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Theater instructor fills busy schedule with lectures, laughter

Buffalo+State+theater+lecturer+Timothy+Joyce+teaches+and+naps+by+day%2C+but+turns+into+a+frenetic+funnyman+by+night%2C+drawing+inspiration+from+his+own+South+Buffalo+upbringing+to+elicit+laughs.+
Buffalo State theater lecturer Timothy Joyce teaches and naps by day, but turns into a frenetic funnyman by night, drawing inspiration from his own South Buffalo upbringing to elicit laughs.

Buffalo State theater lecturer Timothy Joyce teaches and naps by day, but turns into a frenetic funnyman by night, drawing inspiration from his own South Buffalo upbringing to elicit laughs.

Courtesy of Timothy Joyce

Courtesy of Timothy Joyce

Buffalo State theater lecturer Timothy Joyce teaches and naps by day, but turns into a frenetic funnyman by night, drawing inspiration from his own South Buffalo upbringing to elicit laughs.

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You can pick your professors, but you can’t pick your professors’ noses.

Timothy Joyce, comedian and SUNY Buffalo State lecturer, has never blown his nose.

Though he admits that fun fact may be a bit “psychotic,” he believes he has some sort of mental block against the action. Fear not, he has saved money from not buying tissues and hopes to buy a yacht named “Big Dave.”

That’s also a name that he says he’s obsessed with and repeatedly uses in his comedy skits, which have led him to drive over a million miles and perform in 40 states.

I recently spoke with Joyce, hoping to hear his life story and have a good laugh. In between his dog barking because it “wants to kill the neighbor,” the professor laid out his life story for me, in a rather comical way.

On a typical day, the “overly busy” Joyce wakes up late, swears, gets dressed quickly, runs around and drives dangerously to work. Here, he teaches three “fun” classes in a row, meets with students, then naps, runs, and does stand-up at night.

Joyce, a Buffalo State theater major alum (1984), former Casting Hall president, and Mina Goossen Award recipient, brought what he learned in the Queen City and moved to where he says the big theater destination was in the mid ‘80s — Chicago, Ill. He began studying improvisation at The Second City, performing in plays and acting in small parts on TV,

Joyce then hit the road, focusing on stand-up comedy.

No matter how far he traveled or how funny he got, Joyce never forgot his Bengal roots.

Year after year, he returned to his alma mater to teach an annual workshop. After 20 years, the program became a tradition that both Joyce and Buffalo State wanted to continue.

In the spring of 2009, Drew Kahn, theater department chair at the time, asked Joyce if he’d be interested in teaching at the university if he ever moved back. Ironically, Joyce and his wife were already planning on moving back.

“Buffalo has always been home to me,” Joyce said.

He said there are a lot of people coming back to city of Buffalo.

“There’s something about this region,” Joyce said. “It hooks your heart, and you don’t want to give it back.”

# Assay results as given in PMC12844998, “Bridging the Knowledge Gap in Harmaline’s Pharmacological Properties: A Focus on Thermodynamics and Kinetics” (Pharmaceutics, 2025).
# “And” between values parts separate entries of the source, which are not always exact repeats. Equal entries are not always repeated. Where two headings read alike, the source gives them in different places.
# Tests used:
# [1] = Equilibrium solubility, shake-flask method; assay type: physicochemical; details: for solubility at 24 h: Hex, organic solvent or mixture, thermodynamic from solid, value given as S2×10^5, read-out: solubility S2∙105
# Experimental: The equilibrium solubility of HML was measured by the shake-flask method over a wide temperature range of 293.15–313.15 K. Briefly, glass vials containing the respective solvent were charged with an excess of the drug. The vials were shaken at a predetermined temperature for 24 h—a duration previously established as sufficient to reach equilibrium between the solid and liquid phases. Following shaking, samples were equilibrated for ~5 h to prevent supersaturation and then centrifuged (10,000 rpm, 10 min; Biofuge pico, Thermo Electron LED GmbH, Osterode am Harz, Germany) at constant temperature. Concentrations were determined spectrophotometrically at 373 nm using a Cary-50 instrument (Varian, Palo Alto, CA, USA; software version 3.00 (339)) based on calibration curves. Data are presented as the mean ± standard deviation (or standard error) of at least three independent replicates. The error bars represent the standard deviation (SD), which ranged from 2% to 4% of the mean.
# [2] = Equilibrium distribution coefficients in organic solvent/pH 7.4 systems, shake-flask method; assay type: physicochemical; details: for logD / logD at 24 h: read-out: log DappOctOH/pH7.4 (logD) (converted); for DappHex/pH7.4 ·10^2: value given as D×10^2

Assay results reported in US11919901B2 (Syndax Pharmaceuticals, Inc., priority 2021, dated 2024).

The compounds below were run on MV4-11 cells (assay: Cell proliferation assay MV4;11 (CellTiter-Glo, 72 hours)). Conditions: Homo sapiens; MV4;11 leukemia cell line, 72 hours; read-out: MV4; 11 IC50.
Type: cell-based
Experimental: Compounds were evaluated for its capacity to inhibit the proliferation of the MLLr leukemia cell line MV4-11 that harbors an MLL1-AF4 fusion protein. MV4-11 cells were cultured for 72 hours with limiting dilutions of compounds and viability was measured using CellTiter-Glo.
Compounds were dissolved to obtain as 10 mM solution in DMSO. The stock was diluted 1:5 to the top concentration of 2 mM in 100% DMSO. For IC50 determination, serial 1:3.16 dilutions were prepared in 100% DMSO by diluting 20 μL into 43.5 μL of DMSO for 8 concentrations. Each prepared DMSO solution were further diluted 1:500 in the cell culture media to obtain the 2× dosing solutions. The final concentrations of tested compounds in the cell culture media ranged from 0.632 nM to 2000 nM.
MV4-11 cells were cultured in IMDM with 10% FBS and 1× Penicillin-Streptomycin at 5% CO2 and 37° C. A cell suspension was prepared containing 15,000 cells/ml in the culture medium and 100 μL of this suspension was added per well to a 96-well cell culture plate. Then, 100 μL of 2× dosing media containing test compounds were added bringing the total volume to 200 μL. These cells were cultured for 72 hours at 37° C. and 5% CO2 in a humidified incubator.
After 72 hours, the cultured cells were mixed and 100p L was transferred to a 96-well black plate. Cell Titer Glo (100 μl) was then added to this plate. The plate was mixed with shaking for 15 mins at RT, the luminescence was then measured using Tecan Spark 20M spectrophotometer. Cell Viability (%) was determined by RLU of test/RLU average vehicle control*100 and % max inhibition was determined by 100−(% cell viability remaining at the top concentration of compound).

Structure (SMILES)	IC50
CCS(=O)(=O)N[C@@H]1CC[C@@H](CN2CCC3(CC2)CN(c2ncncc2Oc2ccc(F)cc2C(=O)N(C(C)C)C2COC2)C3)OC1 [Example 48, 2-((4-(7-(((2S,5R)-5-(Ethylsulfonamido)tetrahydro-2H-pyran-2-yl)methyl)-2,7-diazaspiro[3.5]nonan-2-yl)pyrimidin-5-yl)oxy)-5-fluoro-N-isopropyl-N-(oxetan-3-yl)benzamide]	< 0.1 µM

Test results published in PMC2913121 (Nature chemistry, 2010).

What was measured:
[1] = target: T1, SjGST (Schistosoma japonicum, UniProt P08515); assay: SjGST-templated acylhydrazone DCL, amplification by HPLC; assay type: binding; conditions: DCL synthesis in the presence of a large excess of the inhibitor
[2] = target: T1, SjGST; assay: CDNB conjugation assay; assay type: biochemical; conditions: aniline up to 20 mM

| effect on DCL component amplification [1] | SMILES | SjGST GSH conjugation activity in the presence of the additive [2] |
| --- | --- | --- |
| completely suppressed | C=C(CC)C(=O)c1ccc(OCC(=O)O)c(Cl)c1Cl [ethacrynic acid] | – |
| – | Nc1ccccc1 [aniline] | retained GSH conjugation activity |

He was eager to “come full circle” and be a teacher in his former department.

Now Joyce is in the middle of his fifth year teaching at Buffalo State, and hopes he gets to do it for the rest of his life.

He enjoys teaching and says that it’s a rewarding revelation, explaining it as a “similar thrill to being on stage.”

In addition to teaching, Joyce also enjoys performing in a lot of theater around town, including stand-up comedy shows. He says his high-energy stand-up persona is “very much (him.)”

His next performance is at 8 p.m. on Nov. 16 at Comedy Night at the Buffalo Irish Center.

He said his material is very personal and confessional. Joyce uses a lot of expression and body movements to talk about himself, such as his being married for 30 years.

He says that his wife, who he met in high school, is “unbelievably funny,” and they still make each other laugh, which is important.

In addition to acting in local performances such as “Shakespeare in Delaware Park,” Joyce also can add to his resume that he wrote five plays that were produced in Chicago.

“My biggest thrill is having plays I’ve written being performed with people acting in them,” he said.

One specific play that he wants to have produced in Buffalo is “Tell me about Ireland,” which takes place in Cazenovia Park in South Buffalo. The story is similar to how Joyce grew up, in a large blue-collar family with a father who worked at Bethlehem Steel.

Joyce remembered fondly that when Warren Enters was once describing him, he said, “You can take the boy out of South Buffalo, but you can’t take the South Buffalo out of the boy.”

From teaching, to performing and writing plays, Joyce said he wears a lot of hats, “and it’s not just because (he’s) losing his hair.”

As for Joyce’s students that hope to have busy and funny careers like his, he says “Commit to it, do it, and don’t be afraid of where it takes you. People don’t fail, they quit. Stick with your talent for a career doing what you love.”

Joyce said that because he never turned down an opportunity, it took him places and led to his current success. He even wrote a new Intro to theater book, which will be used next semester both in the theater department at Buffalo State and around the nation.

If it’s successful, Joyce says he’ll use his extra tissue money and the book profits to finally buy “Big Dave.”

 

Email: young.record@live.com

Twitter: LiveWithColly

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Theater instructor fills busy schedule with lectures, laughter